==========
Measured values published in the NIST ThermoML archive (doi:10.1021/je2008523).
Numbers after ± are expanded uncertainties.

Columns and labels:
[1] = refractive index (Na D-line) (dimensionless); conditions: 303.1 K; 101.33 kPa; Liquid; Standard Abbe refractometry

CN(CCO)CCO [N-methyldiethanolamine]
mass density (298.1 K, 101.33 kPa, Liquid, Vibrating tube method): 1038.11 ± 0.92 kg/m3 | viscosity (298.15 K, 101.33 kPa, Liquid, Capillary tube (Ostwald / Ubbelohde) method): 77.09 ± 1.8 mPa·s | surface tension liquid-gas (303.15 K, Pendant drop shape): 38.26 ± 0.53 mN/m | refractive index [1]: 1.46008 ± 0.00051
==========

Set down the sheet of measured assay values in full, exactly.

Measured values published in the NIST ThermoML archive (doi:10.1021/je2008523).
Numbers after ± are expanded uncertainties.

Columns and labels:
[1] = refractive index (Na D-line) (dimensionless); conditions: 303.1 K; 101.33 kPa; Liquid; Standard Abbe refractometry

CN(CCO)CCO [N-methyldiethanolamine]
mass density (298.1 K, 101.33 kPa, Liquid, Vibrating tube method): 1038.11 ± 0.92 kg/m3 | viscosity (298.15 K, 101.33 kPa, Liquid, Capillary tube (Ostwald / Ubbelohde) method): 77.09 ± 1.8 mPa·s | surface tension liquid-gas (303.15 K, Pendant drop shape): 38.26 ± 0.53 mN/m | refractive index [1]: 1.46008 ± 0.00051